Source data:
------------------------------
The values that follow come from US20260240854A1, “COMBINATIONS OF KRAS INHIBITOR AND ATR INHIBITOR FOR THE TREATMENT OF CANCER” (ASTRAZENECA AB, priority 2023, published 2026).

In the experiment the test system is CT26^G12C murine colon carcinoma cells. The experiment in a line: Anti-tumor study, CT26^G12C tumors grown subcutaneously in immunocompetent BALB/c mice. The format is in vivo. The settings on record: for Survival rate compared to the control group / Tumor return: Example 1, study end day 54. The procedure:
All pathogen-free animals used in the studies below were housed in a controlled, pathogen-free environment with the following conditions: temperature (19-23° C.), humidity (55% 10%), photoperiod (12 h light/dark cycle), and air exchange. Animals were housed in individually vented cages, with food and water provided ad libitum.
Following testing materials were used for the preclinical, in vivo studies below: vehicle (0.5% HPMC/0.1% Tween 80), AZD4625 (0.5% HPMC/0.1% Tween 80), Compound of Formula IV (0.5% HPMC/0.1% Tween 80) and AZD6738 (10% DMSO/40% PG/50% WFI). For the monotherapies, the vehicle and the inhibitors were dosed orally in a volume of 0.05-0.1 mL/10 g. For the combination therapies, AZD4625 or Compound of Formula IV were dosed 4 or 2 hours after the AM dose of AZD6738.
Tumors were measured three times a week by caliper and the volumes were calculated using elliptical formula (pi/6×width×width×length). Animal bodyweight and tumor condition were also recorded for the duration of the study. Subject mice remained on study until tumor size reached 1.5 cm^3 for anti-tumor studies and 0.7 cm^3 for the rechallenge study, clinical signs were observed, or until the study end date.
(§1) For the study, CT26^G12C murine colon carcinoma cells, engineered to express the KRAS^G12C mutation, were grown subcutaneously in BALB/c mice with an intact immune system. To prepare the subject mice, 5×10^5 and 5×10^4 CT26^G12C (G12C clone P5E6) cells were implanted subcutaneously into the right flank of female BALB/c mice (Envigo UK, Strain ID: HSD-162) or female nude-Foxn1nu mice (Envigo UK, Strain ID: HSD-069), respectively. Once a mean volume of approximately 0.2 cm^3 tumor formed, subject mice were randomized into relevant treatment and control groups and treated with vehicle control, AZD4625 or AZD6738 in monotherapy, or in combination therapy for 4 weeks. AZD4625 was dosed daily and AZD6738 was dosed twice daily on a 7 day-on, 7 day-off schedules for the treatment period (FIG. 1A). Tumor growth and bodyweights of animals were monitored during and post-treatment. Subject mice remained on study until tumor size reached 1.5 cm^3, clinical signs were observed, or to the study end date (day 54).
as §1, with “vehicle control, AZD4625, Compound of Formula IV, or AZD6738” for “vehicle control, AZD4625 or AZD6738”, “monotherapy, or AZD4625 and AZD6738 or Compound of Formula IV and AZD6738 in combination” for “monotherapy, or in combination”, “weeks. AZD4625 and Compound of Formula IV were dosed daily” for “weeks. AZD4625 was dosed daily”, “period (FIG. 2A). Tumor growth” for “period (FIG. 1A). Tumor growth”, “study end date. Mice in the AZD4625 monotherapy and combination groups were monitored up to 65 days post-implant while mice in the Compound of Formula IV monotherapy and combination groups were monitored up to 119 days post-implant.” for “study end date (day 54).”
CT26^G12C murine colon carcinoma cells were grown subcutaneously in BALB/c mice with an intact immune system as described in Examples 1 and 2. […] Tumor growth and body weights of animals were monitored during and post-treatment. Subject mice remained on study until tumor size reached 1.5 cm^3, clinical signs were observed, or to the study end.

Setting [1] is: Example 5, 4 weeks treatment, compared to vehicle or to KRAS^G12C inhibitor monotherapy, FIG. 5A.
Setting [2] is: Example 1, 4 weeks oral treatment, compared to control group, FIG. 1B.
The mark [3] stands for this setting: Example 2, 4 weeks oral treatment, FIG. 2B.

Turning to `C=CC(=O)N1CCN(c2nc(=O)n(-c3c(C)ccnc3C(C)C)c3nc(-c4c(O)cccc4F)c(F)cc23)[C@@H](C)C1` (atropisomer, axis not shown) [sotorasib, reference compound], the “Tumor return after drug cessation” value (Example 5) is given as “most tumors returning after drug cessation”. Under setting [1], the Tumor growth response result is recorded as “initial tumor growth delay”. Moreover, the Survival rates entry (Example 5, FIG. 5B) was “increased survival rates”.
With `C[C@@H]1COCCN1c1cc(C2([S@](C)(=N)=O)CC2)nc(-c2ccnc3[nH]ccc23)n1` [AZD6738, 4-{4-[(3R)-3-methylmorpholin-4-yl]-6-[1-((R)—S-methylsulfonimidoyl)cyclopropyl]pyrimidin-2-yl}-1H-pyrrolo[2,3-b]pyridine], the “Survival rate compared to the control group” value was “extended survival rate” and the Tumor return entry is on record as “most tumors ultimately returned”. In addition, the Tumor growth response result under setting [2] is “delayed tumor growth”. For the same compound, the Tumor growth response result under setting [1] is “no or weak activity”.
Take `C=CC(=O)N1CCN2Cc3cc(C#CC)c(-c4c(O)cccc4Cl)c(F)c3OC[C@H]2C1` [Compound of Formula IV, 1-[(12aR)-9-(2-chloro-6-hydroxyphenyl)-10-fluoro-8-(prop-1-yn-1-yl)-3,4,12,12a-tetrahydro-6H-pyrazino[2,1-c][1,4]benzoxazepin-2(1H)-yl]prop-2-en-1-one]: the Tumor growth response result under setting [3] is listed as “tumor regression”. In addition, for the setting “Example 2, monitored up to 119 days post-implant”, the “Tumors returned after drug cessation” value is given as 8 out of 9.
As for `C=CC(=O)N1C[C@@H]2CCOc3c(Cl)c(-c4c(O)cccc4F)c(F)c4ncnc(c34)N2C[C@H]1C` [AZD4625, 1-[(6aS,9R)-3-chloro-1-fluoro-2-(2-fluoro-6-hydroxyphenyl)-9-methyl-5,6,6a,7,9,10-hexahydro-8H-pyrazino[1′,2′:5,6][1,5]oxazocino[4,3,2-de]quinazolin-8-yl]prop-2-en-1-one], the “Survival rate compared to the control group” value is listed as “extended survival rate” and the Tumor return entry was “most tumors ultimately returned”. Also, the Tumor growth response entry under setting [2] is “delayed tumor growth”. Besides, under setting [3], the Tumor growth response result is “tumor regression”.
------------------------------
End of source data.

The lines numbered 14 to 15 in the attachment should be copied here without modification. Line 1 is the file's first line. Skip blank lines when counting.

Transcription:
Take `C=CC(=O)N1CCN2Cc3cc(C#CC)c(-c4c(O)cccc4Cl)c(F)c3OC[C@H]2C1` [Compound of Formula IV, 1-[(12aR)-9-(2-chloro-6-hydroxyphenyl)-10-fluoro-8-(prop-1-yn-1-yl)-3,4,12,12a-tetrahydro-6H-pyrazino[2,1-c][1,4]benzoxazepin-2(1H)-yl]prop-2-en-1-one]: the Tumor growth response result under setting [3] is listed as “tumor regression”. In addition, for the setting “Example 2, monitored up to 119 days post-implant”, the “Tumors returned after drug cessation” value is given as 8 out of 9.
As for `C=CC(=O)N1C[C@@H]2CCOc3c(Cl)c(-c4c(O)cccc4F)c(F)c4ncnc(c34)N2C[C@H]1C` [AZD4625, 1-[(6aS,9R)-3-chloro-1-fluoro-2-(2-fluoro-6-hydroxyphenyl)-9-methyl-5,6,6a,7,9,10-hexahydro-8H-pyrazino[1′,2′:5,6][1,5]oxazocino[4,3,2-de]quinazolin-8-yl]prop-2-en-1-one], the “Survival rate compared to the control group” value is listed as “extended survival rate” and the Tumor return entry was “most tumors ultimately returned”. Also, the Tumor growth response entry under setting [2] is “delayed tumor growth”. Besides, under setting [3], the Tumor growth response result is “tumor regression”.